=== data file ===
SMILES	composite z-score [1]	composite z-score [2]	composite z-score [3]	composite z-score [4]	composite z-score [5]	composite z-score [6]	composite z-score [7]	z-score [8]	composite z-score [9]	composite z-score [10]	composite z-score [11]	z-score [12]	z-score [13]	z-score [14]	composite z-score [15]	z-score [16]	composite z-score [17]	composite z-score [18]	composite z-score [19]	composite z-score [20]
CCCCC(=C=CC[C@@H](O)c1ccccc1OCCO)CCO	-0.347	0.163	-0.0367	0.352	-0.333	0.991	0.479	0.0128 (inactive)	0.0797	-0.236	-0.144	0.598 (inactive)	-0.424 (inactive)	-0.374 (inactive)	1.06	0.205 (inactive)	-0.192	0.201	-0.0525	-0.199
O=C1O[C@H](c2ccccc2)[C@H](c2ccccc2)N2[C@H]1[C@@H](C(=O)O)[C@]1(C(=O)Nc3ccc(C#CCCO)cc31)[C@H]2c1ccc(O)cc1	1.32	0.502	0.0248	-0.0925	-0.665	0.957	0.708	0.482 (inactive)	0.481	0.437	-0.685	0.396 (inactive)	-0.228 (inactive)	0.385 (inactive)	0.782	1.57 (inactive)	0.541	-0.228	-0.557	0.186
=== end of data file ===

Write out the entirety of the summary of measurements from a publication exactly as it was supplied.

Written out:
SMILES	composite z-score [1]	composite z-score [2]	composite z-score [3]	composite z-score [4]	composite z-score [5]	composite z-score [6]	composite z-score [7]	z-score [8]	composite z-score [9]	composite z-score [10]	composite z-score [11]	z-score [12]	z-score [13]	z-score [14]	composite z-score [15]	z-score [16]	composite z-score [17]	composite z-score [18]	composite z-score [19]	composite z-score [20]
CCCCC(=C=CC[C@@H](O)c1ccccc1OCCO)CCO	-0.347	0.163	-0.0367	0.352	-0.333	0.991	0.479	0.0128 (inactive)	0.0797	-0.236	-0.144	0.598 (inactive)	-0.424 (inactive)	-0.374 (inactive)	1.06	0.205 (inactive)	-0.192	0.201	-0.0525	-0.199
O=C1O[C@H](c2ccccc2)[C@H](c2ccccc2)N2[C@H]1[C@@H](C(=O)O)[C@]1(C(=O)Nc3ccc(C#CCCO)cc31)[C@H]2c1ccc(O)cc1	1.32	0.502	0.0248	-0.0925	-0.665	0.957	0.708	0.482 (inactive)	0.481	0.437	-0.685	0.396 (inactive)	-0.228 (inactive)	0.385 (inactive)	0.782	1.57 (inactive)	0.541	-0.228	-0.557	0.186